(Originally posted July 31, 2017 on Blogger)
There are bound to be millions of photos and videos of the solar eclipse coming August 21; the path of totality will pass over the homes of some 50 million people, with millions more making their way into the path of totality from other regions of the world. But even with tens of millions to be (protected) eye witness to this incredible event, there will be hundreds of millions more who will not be able to see it, save for seeing it via the millions of photos and videos that are likely to be uploaded online in the minutes, hours, and days after the event.
There is another unique way to see this event; it will be live-streamed by NASA from cameras set up on high-altitude balloons as part of NASA's Eclipse Ballooning Project. These balloons will be released by 57 teams of high school and college students positioned at 25 locations across the United States along the path of totality. To see live images and videos streamed online during the eclipse, be sure to visit this link:
Each team will be responsible for the timely launch of a balloon, such that 57 high-altitude balloons will be released from Oregon to South Carolina. Each balloon will be equipped with GPS, a 5.8GHz modem for video transmission, a 900MHz modem for image transmission, and Raspberry PI 2 computers which will pair with ground station computers in order to stream this event online.
For any of my FAA-employed friends, these balloons will be tracked via the Iridium satellite constellation.
34 of the 57 balloons will have an additional payload in the form of highly-resilient (space relevant) bacteria, dried onto metal plates about the size of a dog tag as seen here:
I've tried to investigate what type of bacteria is being used in this experiment, but all I can find from NASA are "space-relevant", "harmless", and "highly-resilient". All other media outlets, the ones that are aware of the upcoming experiment, refer to it as "bacteria". Wow, that's some serious investigative reporting there.
NASA doesn't have to say what type of bacteria it is, and that's fine. My guess is they're using spores of Bacillus subtilis; Bacillus subtilis 168 and Bacillus pumilus SAFR-032 to be specific. NASA's stated purpose for this experiment is to "study [the] effect of [a] Mars-like environment on life". The experiment is dubbed Microstrat.
The high-altitude balloons in this experiment are expected to reach an altitude of about 100,000 feet above mean sea level (AMSL). That height along totality-path latitudes, will put these balloons into the upper half of the stratosphere, and above most of the ozone "layer".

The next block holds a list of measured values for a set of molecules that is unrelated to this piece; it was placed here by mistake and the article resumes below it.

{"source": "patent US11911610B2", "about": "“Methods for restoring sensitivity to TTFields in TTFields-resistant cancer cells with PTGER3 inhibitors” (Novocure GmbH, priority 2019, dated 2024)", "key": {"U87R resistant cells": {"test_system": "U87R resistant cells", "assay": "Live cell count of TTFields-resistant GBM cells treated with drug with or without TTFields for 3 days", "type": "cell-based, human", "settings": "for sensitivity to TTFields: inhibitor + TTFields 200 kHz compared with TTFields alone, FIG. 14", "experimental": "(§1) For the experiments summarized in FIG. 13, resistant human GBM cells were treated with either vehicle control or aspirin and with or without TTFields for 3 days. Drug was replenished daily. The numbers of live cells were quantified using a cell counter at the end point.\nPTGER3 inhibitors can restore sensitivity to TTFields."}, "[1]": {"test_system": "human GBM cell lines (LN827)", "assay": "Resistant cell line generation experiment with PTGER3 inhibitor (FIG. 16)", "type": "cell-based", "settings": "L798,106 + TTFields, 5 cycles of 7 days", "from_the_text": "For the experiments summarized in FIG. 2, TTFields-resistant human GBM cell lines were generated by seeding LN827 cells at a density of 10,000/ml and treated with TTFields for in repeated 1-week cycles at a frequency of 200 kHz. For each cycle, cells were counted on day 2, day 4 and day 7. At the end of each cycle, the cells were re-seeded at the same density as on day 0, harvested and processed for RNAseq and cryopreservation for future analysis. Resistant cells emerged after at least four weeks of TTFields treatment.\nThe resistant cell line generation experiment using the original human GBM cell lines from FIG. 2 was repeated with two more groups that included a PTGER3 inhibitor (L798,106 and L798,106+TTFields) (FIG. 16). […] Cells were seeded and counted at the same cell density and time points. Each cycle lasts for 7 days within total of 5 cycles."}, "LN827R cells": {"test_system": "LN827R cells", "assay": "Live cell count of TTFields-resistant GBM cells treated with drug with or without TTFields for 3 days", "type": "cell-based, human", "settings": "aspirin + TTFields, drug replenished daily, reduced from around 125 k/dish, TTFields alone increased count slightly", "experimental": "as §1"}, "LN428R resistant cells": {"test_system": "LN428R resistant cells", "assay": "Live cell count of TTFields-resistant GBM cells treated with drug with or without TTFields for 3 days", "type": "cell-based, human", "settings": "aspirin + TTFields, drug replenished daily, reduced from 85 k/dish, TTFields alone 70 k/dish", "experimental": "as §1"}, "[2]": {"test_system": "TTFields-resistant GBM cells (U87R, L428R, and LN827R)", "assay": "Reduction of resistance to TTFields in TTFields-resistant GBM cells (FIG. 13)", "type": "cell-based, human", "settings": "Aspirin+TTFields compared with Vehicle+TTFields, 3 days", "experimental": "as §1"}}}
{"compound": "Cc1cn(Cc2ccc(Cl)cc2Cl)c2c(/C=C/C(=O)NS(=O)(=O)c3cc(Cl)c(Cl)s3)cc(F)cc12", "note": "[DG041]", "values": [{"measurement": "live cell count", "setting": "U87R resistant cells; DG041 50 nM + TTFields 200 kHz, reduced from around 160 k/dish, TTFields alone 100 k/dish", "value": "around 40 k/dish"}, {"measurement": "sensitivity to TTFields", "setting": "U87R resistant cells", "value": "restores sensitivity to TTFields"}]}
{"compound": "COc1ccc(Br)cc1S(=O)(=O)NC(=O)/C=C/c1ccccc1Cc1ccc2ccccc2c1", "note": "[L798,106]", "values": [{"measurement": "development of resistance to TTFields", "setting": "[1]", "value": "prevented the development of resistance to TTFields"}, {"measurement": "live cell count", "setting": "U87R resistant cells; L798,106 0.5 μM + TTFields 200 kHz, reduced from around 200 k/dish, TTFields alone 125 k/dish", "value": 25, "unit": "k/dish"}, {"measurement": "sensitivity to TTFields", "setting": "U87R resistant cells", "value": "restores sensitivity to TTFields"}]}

I use scare quotes around "layer" since it's generally 1 to 10 parts of ozone per million parts of 'air' which is hardly layer like. Also, ozone is not very stable, and to shorten its stratospheric life even further, UV radiation breaks ozone apart into its constituent oxygen atoms. Fortunately for us, and the rest of life on Earth not living beneath the ground or waves, that instability is balanced by recombination of free diatomic and atomic oxygen; in other words, ozone lost, ozone gained, to be lost again, to be gained again, etc... Ozone exists in the stratosphere in dynamic equilibrium... once again (thanks to the ban of chlorofluorocarbons); a reference to a relatively short period of time when human activities had a direct and detrimental effect on global atmospheric dynamics, and we did something about it.
At above most of the ozone in the stratosphere, the bacteria attached to the balloons will be exposed to more ionizing UV radiation than their cousins on the plate left with the student teams back on Earth's surface. This higher exposure to UV radiation is considered to be fairly similar to what reaches Mars' surface.
The total integrated UV flux on Mars falls between 200-400 nm, which is similar to Earth, however a much greater proportion of this flux falls within the shorter wavelength end of this range. Shorter wavelengths are more biologically damaging, and while UV radiation on Earth can give one a sunburn (or tan, which is the body's biological response to damage), UV radiation on Mars can give a person an early trip to the grave.
UV radiation at Mars' surface is most abundant in the UVC (200-280 nm) and UVB (280-315 nm) range (Catling et al., 2014), which is particularly biologically damaging. Such UV radiation can be found in the upper stratosphere, which can be Mars like to a degree, but temperatures in the stratosphere increase with height, such that they won't be all that Mars like (save for a 'hot' summer day along Mars equator perhaps). But, the eclipse will cause temperatures to drop to more Mars-like temperatures. Also, NASA has stated that certain ultraviolet rays which are less abundant in the Martian atmosphere, will be blocked by the moon. Since UVC and UVB rays are in greatest proportion of the total integrated UV flux, we can assume they mean UVA is blocked. They don't elaborate on how certain wavelengths of UV are blocked while others aren't.